Sic: Yeah, but it just takes practice! Everything in life is hard and you just have to practice! And then it gets better.
Arne: Any other languages planned for the future?
Sic: Whatever we feel like comes along. We never really plan anything. Our music just happens …
Arne: So generally, how do you write a song? Is it like your being influenced by poetries or something like that or do you give the songs to your friends who can translate them in their language?
Sic: No, if we write the songs ourselves – like if it’s not The Raven, that’s a piece of poetry we put into music – the words just come from life. I don’t know where they come from. I just think every kind of music is a gift, if you’re a musician like we are. It just comes to you! All you have to do is to be open and get it quiet in your head. Then the music comes forward from it. And also the words!
Arne: You said it’s important for you to put a message into your music. Isn’t that quite hard sometimes when the fans cannot really understand the lyrics of a song?
Sic: That’s why every song with a really fat, fucking message is in English. If they can’t understand it, they shouldn’t listen to our music.
Arne: So every Hindi song is like a bonus?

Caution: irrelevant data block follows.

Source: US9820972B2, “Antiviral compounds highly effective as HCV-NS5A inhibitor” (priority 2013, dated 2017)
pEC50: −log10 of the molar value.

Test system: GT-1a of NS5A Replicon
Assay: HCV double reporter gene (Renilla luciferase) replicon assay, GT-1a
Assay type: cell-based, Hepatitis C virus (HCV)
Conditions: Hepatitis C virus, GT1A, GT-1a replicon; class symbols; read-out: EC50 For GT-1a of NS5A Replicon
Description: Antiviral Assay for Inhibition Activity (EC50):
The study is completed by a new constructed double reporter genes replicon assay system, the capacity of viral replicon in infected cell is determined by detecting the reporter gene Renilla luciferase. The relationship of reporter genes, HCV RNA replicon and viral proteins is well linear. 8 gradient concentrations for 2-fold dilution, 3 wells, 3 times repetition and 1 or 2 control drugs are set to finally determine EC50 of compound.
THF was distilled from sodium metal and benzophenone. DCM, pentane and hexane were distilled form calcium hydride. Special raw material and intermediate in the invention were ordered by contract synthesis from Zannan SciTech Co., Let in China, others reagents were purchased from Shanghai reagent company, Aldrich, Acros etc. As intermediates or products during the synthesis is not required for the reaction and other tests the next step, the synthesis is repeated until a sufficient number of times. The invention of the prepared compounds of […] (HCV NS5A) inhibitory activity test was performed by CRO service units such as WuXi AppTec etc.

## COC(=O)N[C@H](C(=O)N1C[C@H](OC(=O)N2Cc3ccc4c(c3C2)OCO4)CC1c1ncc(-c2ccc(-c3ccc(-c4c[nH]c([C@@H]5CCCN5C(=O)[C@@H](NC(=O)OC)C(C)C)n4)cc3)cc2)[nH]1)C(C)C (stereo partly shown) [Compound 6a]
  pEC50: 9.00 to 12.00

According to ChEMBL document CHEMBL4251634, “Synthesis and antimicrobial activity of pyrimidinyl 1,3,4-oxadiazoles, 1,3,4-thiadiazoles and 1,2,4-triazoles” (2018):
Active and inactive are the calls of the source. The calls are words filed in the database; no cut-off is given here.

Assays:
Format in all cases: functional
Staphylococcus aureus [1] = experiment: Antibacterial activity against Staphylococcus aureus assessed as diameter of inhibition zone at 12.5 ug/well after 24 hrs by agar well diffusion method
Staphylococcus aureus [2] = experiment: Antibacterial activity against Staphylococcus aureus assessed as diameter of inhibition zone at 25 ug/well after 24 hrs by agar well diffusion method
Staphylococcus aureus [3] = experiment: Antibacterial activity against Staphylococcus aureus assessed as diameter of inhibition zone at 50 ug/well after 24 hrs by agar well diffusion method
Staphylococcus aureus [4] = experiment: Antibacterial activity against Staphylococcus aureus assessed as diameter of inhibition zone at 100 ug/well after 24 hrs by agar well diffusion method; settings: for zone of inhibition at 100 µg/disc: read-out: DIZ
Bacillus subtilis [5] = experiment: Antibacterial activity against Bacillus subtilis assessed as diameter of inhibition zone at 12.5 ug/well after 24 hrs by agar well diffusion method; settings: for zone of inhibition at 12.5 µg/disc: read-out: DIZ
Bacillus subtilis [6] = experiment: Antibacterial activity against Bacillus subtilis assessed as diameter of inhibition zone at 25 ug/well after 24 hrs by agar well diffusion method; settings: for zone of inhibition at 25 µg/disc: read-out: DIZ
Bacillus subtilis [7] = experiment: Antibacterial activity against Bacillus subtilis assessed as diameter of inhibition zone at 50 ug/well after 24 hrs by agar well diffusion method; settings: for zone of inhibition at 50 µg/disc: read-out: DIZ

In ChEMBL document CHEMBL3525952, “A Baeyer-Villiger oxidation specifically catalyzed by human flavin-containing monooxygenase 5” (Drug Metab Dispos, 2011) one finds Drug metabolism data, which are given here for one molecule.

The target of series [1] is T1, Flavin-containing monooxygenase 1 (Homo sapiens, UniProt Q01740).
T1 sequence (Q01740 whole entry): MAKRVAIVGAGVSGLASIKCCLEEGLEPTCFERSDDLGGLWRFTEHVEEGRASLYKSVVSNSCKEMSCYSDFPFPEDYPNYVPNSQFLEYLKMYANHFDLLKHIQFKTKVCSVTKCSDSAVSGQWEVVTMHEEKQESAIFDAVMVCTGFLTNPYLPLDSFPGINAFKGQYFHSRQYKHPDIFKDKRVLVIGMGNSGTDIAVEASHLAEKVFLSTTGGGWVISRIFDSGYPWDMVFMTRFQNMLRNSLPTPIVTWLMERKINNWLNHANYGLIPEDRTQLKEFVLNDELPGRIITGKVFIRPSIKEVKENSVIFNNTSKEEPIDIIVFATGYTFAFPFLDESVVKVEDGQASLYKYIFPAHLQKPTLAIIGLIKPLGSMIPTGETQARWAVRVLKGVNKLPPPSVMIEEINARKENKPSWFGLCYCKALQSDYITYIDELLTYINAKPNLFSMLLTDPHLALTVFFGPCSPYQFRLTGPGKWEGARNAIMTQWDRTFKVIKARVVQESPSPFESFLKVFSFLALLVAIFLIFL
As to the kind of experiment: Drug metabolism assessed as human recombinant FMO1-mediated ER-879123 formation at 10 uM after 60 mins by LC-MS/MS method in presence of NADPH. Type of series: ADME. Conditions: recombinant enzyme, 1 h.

Sic: Er, yah! (laughs)
Jenny: I have a hung up with Finish! I really like the language, but I don’t speak it. I would have loved to learn the language but I just don’t. But I did read the really special medieval manuscript of folk stories which is called the Kalevala. I’ve read this in English of course and I found some pieces in there that I really liked! It’s a very erotic stories, some love stories, fairies and stuff like this. So for example the song „Leave“ is a poem from the Kalevala, which I really liked and I made it to fit the music. Of course I had a Finnish friend who was recording the lyrics for me and I was listening and tried to get it right.
Arne: Generally, if it comes to this folk music scene, it is not like having hard borders between what is folk music and what is not. What would you say is your music? Would you agree when people call you a „pagan” band?
Sic: Yes, we’re definitely a pagan band! That’s because pagan is a religion and we are very religious people and we make very religious music in a pagan nature loving way. Pagan is basically a nature worship religion. And we use a lot of old religions like pre-christian Celtic religion or Germanic religion and that’s just our general way in life and the things we do. So yes, you can say we’re a pagan band. Well, you could say we’re a folk band because we make traditional music. We write it in a traditional style, at least a lot of it. But including all the traditions of Europe. Still, we can’t really say we’re a folk band, because when you do that people think you play fuckin’ Irish cover songs all the time! (laughs) And I would never do that! I would hang myself before I do that.